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History of the Minnesota Department of Corrections
 

1889
The first inmates were transferred from the State Prison to the new Minnesota State Reformatory for Men. Its first 128-cell building was constructed of granite quarried at the reformatory site.

The Minnesota Thresher Company received a two year lease on inmate labor at the State Prison.

Bob Younger died from tuberculosis in the State Prison.

1858–1889
Cell capacity of the State Prison grew from 22 cells to 582. In 1861, an addition included three cells for women.

1890
The Minnesota State Reform School relocated to Red Wing. The cornerstone was laid on May 20, 1890, and the facility formally opened in 1891. The original site in St. Paul was too small and the buildings crowded, inconvenient and greatly in need of repairs. The water supply was inadequate and the surrounding area was becoming more populated.


Scaffold on which offender was hanged in Hennepin County Jail in 1895

1892
“Conditional hearing with restraint” began which allowed adult offenders considered to be good risks to be released from prison prior to their discharge date, forerunner to the parole system.

One million pounds of finished twine were produced in the State Prison twine factory.

1893
A new parole law was passed by the legislature authorizing release of prisoners on parole prior to expiration of sentence.

1895
The Minnesota State Reform School at Red Wing was renamed the Minnesota State Training School for Boys and Girls.

An agency was established by the legislature to supervise children released from the Minnesota State Training School. The department was to furnish homes and supervision for children on parole. With an annual appropriation of $3,000, it was believed that if the department kept 20 children from returning to the training school, it would pay for itself.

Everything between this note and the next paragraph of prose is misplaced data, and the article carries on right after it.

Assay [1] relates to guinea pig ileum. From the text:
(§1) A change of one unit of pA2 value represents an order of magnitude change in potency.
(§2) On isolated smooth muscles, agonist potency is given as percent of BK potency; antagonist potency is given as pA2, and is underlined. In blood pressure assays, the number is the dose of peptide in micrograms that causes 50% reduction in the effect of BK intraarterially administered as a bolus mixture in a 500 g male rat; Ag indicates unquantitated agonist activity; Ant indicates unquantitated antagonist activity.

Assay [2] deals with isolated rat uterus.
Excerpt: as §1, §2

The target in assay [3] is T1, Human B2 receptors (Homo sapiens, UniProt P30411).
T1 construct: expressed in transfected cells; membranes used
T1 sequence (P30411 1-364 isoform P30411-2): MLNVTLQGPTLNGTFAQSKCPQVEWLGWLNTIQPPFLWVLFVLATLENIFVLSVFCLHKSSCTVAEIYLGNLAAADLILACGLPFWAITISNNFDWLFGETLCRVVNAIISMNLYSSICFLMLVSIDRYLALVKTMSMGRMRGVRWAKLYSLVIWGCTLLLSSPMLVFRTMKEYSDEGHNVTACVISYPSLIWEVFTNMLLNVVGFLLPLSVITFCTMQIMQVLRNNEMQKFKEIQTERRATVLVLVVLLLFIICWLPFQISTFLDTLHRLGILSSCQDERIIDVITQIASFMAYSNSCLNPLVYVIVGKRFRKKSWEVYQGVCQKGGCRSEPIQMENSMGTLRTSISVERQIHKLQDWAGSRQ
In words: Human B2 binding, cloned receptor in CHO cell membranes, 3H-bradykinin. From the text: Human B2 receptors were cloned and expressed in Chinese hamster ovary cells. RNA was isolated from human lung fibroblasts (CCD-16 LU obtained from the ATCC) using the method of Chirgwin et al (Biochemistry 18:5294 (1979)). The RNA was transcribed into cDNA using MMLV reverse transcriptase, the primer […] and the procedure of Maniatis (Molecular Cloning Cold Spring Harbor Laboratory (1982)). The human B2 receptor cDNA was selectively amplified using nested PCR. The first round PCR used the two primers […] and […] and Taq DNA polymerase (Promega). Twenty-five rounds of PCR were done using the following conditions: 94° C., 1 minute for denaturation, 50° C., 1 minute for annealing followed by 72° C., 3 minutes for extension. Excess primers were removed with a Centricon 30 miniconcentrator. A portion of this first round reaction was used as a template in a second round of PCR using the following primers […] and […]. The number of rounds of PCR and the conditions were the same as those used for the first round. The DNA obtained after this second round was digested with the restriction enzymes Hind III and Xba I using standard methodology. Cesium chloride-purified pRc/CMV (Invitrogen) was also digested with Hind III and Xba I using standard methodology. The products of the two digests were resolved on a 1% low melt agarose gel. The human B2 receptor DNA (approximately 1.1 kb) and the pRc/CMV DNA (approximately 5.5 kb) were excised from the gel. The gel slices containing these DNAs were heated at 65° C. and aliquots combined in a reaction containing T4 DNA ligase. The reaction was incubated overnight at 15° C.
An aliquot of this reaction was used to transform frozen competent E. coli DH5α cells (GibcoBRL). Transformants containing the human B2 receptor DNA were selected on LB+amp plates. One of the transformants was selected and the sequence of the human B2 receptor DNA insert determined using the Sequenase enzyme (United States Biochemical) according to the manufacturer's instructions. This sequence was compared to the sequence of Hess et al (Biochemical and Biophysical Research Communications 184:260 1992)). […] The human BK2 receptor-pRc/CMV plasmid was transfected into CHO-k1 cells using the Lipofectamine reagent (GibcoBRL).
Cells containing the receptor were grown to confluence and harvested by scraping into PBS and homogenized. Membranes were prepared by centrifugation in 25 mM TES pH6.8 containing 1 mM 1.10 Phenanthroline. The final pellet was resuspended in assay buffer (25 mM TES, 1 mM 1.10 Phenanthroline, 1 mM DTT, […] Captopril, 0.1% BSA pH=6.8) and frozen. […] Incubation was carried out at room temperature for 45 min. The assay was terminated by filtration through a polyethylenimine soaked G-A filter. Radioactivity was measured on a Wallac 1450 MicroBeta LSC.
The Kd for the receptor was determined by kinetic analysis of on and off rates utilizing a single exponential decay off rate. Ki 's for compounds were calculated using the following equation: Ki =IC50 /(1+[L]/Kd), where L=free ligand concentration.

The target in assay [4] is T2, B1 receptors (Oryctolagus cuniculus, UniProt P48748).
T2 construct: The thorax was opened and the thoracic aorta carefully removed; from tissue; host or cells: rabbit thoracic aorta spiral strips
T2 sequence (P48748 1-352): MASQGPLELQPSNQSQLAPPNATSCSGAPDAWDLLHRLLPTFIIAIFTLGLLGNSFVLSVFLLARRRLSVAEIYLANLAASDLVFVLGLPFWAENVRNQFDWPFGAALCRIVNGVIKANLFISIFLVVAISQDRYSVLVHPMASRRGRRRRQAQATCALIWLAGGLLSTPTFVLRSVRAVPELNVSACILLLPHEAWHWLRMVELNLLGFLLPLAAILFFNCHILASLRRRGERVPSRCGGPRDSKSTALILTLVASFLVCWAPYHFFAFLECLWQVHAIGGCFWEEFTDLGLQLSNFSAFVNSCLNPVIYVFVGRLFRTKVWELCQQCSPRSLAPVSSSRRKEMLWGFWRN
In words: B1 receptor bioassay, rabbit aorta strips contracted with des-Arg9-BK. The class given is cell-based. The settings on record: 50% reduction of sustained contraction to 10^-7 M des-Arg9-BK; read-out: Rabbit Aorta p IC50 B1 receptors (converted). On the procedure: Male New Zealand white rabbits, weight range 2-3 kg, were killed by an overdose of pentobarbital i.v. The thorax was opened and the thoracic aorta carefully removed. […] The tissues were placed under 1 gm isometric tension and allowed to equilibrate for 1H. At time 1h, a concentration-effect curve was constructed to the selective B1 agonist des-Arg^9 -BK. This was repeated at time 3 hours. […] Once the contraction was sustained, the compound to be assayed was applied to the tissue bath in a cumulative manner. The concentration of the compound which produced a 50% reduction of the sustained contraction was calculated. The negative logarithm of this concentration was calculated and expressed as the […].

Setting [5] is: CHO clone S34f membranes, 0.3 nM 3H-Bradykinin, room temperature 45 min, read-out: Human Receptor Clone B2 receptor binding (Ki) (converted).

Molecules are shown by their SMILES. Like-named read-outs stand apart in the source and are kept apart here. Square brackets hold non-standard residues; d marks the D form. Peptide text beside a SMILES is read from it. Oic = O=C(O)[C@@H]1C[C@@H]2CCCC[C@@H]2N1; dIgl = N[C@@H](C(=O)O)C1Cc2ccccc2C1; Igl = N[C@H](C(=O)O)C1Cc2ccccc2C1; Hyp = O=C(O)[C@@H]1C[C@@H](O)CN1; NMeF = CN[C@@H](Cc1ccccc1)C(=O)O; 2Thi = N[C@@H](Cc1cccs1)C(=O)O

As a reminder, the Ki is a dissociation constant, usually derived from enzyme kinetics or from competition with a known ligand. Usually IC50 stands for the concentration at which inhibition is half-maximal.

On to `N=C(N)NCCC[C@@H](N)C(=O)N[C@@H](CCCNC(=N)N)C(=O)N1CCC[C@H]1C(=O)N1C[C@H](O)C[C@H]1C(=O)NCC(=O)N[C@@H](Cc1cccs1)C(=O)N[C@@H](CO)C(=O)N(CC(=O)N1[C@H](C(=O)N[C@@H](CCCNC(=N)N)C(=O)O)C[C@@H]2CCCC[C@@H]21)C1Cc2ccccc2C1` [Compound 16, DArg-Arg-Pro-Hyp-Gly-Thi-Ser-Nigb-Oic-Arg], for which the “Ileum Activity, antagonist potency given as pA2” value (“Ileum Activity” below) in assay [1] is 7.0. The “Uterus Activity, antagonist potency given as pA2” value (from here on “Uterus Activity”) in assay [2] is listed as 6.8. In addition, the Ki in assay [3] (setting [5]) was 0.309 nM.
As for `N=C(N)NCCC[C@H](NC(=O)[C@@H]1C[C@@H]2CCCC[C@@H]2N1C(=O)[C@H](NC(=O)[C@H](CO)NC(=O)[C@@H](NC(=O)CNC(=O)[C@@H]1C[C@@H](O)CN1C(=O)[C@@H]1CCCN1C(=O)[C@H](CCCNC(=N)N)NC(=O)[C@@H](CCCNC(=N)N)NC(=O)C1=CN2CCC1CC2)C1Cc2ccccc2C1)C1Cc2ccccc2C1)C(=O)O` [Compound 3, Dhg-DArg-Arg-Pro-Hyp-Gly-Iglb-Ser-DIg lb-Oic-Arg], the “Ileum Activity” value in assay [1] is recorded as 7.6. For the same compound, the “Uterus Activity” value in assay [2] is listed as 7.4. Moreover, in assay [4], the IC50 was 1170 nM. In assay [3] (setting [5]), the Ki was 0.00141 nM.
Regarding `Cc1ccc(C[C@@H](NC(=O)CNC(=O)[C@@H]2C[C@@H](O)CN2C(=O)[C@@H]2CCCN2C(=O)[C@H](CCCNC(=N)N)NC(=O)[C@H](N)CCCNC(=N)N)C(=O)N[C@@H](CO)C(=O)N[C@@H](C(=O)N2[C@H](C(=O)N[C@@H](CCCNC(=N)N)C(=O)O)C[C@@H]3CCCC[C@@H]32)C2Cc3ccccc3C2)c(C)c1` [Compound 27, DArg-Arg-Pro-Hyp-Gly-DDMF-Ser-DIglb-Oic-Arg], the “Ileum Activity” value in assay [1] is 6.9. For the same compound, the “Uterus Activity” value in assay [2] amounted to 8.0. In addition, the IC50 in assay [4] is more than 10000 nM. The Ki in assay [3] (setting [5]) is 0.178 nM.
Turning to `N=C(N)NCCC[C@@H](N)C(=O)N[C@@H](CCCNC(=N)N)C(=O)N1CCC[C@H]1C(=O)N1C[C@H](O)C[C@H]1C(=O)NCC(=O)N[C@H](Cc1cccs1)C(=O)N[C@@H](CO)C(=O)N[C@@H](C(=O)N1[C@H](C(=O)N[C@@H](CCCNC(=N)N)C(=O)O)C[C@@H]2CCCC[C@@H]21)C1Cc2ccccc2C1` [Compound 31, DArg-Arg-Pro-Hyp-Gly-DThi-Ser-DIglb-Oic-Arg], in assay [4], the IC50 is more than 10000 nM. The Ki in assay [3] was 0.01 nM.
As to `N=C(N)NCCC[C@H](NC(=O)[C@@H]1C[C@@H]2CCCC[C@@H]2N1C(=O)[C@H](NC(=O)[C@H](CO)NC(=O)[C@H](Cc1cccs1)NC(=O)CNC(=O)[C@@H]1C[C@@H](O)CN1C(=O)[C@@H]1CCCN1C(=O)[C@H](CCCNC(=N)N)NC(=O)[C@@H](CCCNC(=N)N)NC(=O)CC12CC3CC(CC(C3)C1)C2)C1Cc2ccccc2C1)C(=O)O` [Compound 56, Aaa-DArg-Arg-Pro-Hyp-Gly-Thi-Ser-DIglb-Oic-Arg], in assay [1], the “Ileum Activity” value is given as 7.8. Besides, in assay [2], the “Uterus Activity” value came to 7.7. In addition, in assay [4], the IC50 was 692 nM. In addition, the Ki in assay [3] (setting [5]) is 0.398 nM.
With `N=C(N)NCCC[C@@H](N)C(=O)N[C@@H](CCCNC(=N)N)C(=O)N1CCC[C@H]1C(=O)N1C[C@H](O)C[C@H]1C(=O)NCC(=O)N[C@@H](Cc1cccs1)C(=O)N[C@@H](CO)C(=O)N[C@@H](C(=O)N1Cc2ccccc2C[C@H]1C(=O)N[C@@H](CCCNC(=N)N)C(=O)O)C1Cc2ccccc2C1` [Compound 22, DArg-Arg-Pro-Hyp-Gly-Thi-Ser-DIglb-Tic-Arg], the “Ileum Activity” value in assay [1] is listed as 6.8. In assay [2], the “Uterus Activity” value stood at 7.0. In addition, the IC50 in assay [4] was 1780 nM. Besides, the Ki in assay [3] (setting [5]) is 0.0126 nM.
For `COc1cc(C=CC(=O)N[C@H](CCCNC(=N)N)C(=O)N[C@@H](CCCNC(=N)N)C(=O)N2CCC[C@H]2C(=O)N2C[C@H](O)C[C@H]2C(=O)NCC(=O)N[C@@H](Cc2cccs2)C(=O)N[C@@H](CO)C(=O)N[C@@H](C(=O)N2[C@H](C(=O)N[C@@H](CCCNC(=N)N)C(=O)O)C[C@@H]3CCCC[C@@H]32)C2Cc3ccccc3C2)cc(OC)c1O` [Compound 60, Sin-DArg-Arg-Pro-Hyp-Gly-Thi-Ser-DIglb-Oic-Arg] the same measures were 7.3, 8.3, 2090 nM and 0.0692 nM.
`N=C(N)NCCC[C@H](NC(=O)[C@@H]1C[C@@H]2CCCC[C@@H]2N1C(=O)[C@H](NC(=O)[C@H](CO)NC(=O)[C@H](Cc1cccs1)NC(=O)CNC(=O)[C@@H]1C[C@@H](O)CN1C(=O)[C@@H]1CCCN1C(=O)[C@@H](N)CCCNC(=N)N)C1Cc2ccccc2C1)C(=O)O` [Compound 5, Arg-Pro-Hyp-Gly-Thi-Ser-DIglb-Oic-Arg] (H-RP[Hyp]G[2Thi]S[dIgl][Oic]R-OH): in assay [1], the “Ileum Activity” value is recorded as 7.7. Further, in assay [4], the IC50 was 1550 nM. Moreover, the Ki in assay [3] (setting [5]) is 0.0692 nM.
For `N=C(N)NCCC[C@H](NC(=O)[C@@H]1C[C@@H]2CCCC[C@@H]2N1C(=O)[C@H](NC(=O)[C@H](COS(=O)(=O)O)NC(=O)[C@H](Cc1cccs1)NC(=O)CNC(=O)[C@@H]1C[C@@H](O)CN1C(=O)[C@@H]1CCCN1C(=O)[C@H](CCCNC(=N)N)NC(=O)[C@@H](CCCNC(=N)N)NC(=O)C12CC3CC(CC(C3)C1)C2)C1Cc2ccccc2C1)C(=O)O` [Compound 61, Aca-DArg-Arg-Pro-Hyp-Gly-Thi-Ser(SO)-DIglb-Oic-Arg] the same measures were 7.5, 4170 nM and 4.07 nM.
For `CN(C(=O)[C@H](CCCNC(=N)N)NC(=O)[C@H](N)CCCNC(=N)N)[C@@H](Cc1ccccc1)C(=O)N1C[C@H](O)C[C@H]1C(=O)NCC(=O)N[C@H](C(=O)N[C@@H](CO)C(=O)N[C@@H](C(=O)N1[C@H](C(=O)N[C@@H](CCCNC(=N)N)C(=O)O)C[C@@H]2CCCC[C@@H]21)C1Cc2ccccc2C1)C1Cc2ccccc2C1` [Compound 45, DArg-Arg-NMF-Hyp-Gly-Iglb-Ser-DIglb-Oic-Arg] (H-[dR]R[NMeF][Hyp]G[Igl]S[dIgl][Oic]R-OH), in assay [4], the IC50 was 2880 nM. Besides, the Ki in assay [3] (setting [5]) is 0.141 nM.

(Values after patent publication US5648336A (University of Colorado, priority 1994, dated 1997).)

Inmates and guards in the dining room of the State prison in 1900

1901
Legislation abolished the Board of Corrections and Charities and the Board of Managers. The Board of Control was established to supervise all state institutions and became the paroling authority for the State Prison and Reformatory. The privilege of parole consideration was extended to include inmates imprisoned for life. Jim and Cole Younger were paroled.


State Reformatory employee with bloodhounds in 1900

1905
The legislature authorized establishment of juvenile courts within the district courts in the state’s three largest counties—Ramsey, Hennepin and St. Louis—to handle all juvenile cases. County probation departments were established in connection with the newly authorized juvenile courts.

1906
The botched hanging of William Williams took place when the Ramsey County Sheriff miscalculated the length of rope for the execution. The rope and Mr. Williams’ neck stretched and the murderer’s feet touched the floor. Deputies had to pull the rope upward causing Mr. Williams’ death by strangulation, which took over fourteen minutes. This was more than spectators could stomach. After the execution was publicized in local newspapers, public sentiment started the legislature on a course that led to repeal of the death penalty in 1911.


The prison band at the State Prison in 1907

 

 

 

 

Minnesota Department of Corrections
1450 Energy Park Drive
Suite 200
St. Paul, Minnesota 55108

651-361-7200

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